Superintendent of Public Instruction Tony Evers
Op Ed

UW Regents Vote 16-1 Against Free Speech

Expelling college students for protesting? I voted no.

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Bascom Hall on the University of Wisconsin campus. Photo by Rosina Peixoto (Own work) [CC BY-SA 3.0 (http://creativecommons.org/licenses/by-sa/3.0)], via Wikimedia Commons

Bascom Hall on the University of Wisconsin campus. Photo by Rosina Peixoto (Own work) [CC BY-SA 3.0 (http://creativecommons.org/licenses/by-sa/3.0)], via Wikimedia Commons

They always say that one is the loneliest number. As State Superintendent for Wisconsin’s public schools and one of only two non-Scott Walker appointments on the University of Wisconsin Board of Regents, I know it all too well.

16-1.

Last week, every single one of my fellow Regents attending our most recent meeting voted to approve a dangerous anti-free speech proposal that will, without question, chill speech at college campuses across Wisconsin. Under the proposal, which mirrors legislation drafted by conservative think tanks and is being advanced by conservatives in the Wisconsin Legislature, students would be expelled if found “disrupting the free speech of others.” The term “disrupt” itself is overly broad and gives the university the means to expel a student for participating in any sort of protest.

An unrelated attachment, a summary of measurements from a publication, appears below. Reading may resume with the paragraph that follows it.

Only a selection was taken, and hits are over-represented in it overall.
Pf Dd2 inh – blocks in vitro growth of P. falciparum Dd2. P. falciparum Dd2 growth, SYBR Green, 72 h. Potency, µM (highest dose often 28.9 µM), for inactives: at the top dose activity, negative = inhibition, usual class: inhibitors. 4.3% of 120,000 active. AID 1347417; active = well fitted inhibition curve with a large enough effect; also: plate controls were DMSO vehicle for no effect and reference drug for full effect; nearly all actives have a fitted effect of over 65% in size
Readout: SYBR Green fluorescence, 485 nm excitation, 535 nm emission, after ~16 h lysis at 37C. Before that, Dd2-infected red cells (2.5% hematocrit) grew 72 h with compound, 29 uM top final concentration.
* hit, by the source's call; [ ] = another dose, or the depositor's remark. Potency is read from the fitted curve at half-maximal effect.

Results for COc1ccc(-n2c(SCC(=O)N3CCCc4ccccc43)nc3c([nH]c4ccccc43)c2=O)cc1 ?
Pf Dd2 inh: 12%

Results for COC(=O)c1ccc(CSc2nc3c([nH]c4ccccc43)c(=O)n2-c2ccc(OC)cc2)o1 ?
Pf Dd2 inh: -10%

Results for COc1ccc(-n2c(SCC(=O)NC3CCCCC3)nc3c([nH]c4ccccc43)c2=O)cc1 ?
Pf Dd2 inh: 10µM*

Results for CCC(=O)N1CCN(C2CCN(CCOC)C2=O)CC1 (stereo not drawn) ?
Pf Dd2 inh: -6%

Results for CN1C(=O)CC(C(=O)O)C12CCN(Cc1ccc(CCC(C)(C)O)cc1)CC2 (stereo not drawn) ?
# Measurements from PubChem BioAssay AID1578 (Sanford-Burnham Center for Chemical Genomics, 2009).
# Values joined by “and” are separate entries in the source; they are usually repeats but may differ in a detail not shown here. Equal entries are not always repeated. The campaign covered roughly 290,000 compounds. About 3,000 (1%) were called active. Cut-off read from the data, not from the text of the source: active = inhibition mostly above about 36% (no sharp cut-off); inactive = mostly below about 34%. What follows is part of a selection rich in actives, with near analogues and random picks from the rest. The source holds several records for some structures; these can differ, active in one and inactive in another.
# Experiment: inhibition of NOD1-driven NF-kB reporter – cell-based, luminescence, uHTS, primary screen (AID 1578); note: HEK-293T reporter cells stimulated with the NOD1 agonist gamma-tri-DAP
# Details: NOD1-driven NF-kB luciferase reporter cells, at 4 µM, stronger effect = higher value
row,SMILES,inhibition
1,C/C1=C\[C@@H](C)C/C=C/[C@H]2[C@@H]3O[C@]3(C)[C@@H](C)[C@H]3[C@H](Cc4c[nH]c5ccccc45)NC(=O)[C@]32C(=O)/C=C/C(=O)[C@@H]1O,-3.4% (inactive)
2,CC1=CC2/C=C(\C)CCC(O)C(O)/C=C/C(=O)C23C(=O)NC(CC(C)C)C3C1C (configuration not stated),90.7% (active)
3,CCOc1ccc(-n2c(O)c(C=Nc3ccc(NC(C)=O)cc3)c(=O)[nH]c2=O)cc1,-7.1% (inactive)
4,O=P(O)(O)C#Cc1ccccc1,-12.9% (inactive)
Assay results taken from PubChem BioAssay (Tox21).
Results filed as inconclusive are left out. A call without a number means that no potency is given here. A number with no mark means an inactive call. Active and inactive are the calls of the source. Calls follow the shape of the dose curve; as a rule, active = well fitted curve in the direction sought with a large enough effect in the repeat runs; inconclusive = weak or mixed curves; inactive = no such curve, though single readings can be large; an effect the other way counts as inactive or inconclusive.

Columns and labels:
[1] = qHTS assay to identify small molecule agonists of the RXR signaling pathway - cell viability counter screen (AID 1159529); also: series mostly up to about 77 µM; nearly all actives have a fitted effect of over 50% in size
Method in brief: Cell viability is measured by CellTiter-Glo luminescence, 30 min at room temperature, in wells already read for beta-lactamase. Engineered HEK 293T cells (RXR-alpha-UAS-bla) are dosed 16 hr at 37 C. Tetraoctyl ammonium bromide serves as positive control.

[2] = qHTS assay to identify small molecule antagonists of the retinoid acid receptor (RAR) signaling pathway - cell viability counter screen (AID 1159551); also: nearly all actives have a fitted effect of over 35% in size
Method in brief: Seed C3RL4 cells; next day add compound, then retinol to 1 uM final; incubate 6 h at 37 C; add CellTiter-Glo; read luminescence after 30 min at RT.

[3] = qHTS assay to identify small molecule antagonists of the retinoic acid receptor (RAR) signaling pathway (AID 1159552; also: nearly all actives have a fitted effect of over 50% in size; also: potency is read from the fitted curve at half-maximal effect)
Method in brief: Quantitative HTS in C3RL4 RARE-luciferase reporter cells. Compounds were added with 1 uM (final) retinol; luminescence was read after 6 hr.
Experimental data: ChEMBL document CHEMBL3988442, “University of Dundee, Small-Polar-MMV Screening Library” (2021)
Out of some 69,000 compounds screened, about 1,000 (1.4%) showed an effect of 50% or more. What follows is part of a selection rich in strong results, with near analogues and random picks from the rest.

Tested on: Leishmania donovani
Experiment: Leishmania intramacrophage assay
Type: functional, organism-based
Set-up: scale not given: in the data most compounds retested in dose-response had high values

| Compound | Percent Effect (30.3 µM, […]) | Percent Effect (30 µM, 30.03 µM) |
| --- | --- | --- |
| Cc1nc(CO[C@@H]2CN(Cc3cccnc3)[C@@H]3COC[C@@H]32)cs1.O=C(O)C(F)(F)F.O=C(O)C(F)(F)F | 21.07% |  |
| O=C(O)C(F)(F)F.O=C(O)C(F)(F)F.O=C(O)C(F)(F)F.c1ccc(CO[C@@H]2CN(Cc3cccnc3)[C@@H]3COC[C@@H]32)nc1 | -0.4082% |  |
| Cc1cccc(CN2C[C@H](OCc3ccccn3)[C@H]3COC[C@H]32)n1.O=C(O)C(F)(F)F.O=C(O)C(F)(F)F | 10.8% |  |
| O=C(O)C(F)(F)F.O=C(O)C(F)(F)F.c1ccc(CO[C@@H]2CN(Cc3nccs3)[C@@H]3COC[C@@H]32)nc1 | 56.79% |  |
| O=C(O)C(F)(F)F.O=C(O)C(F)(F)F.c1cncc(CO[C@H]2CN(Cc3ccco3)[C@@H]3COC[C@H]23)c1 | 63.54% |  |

Expulsion is a serious matter – a punishment that UW System does not currently require for serious crimes like rape and sexual assault – and yet, Walker now wants to expel students for protesting. The proposal passed by the Regents does not even provide a definition for the word “disrupt.”

One of the reasons I voted “No” is because this policy goes against the University’s fundamental mission, “to serve and stimulate society by developing in students heightened intellectual, cultural, and humane sensitivities, scientific, professional and technological expertise, and a sense of purpose.”

Proponents of this anti-free speech legislation argue liberal biases have overwhelmed our college campuses, but they cannot provide one single example of a conservative speaker being unable to complete their remarks at any college or university in Wisconsin. Not. One.

College campuses across Wisconsin, like the rest of the country, are confronting real, critical issues like racism and racial inequality, sexual assault, and gun safety. These debates are hard, but we must engage. They’re complicated, and developing solutions requires an on-going, at times uncomfortable, dialogue between students, faculty, staff and the overall community.

The only political problem we have on our UW campuses is the politicians themselves. Some of my own colleagues on the Board of Regents even acknowledged this in their own remarks on this proposal, hoping that passage of this resolution would strengthen the Board of Regents relationship with the Republican-controlled Legislature.